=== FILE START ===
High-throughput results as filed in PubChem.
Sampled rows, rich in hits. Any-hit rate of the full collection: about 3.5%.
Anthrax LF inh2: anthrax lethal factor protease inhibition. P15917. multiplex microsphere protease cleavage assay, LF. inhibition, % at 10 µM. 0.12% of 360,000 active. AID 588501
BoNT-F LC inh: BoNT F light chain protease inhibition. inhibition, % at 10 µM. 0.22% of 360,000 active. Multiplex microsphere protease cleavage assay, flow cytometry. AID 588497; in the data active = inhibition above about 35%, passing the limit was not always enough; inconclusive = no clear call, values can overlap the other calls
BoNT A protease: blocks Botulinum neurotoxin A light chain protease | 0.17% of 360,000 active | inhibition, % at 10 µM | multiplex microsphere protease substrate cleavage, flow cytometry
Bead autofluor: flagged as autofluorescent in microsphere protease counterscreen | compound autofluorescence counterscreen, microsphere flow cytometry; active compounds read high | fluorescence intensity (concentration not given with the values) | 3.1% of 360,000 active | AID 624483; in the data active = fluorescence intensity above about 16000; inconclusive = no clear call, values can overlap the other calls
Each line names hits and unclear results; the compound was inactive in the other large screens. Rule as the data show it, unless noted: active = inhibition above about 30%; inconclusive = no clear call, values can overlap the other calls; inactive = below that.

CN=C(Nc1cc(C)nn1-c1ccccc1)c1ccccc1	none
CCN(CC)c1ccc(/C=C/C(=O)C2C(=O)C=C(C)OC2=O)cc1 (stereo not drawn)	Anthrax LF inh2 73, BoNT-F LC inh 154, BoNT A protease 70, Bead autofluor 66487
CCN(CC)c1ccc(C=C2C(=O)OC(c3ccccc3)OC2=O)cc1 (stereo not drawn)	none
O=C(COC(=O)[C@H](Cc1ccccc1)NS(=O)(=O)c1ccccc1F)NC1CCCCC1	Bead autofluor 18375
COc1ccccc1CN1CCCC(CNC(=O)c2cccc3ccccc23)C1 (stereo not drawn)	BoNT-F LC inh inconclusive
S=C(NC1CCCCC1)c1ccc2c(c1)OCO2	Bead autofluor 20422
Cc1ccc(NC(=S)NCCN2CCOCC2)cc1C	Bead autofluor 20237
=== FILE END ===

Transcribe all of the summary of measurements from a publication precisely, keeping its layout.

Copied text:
High-throughput results as filed in PubChem.
Sampled rows, rich in hits. Any-hit rate of the full collection: about 3.5%.
Anthrax LF inh2: anthrax lethal factor protease inhibition. P15917. multiplex microsphere protease cleavage assay, LF. inhibition, % at 10 µM. 0.12% of 360,000 active. AID 588501
BoNT-F LC inh: BoNT F light chain protease inhibition. inhibition, % at 10 µM. 0.22% of 360,000 active. Multiplex microsphere protease cleavage assay, flow cytometry. AID 588497; in the data active = inhibition above about 35%, passing the limit was not always enough; inconclusive = no clear call, values can overlap the other calls
BoNT A protease: blocks Botulinum neurotoxin A light chain protease | 0.17% of 360,000 active | inhibition, % at 10 µM | multiplex microsphere protease substrate cleavage, flow cytometry
Bead autofluor: flagged as autofluorescent in microsphere protease counterscreen | compound autofluorescence counterscreen, microsphere flow cytometry; active compounds read high | fluorescence intensity (concentration not given with the values) | 3.1% of 360,000 active | AID 624483; in the data active = fluorescence intensity above about 16000; inconclusive = no clear call, values can overlap the other calls
Each line names hits and unclear results; the compound was inactive in the other large screens. Rule as the data show it, unless noted: active = inhibition above about 30%; inconclusive = no clear call, values can overlap the other calls; inactive = below that.

CN=C(Nc1cc(C)nn1-c1ccccc1)c1ccccc1	none
CCN(CC)c1ccc(/C=C/C(=O)C2C(=O)C=C(C)OC2=O)cc1 (stereo not drawn)	Anthrax LF inh2 73, BoNT-F LC inh 154, BoNT A protease 70, Bead autofluor 66487
CCN(CC)c1ccc(C=C2C(=O)OC(c3ccccc3)OC2=O)cc1 (stereo not drawn)	none
O=C(COC(=O)[C@H](Cc1ccccc1)NS(=O)(=O)c1ccccc1F)NC1CCCCC1	Bead autofluor 18375
COc1ccccc1CN1CCCC(CNC(=O)c2cccc3ccccc23)C1 (stereo not drawn)	BoNT-F LC inh inconclusive
S=C(NC1CCCCC1)c1ccc2c(c1)OCO2	Bead autofluor 20422
Cc1ccc(NC(=S)NCCN2CCOCC2)cc1C	Bead autofluor 20237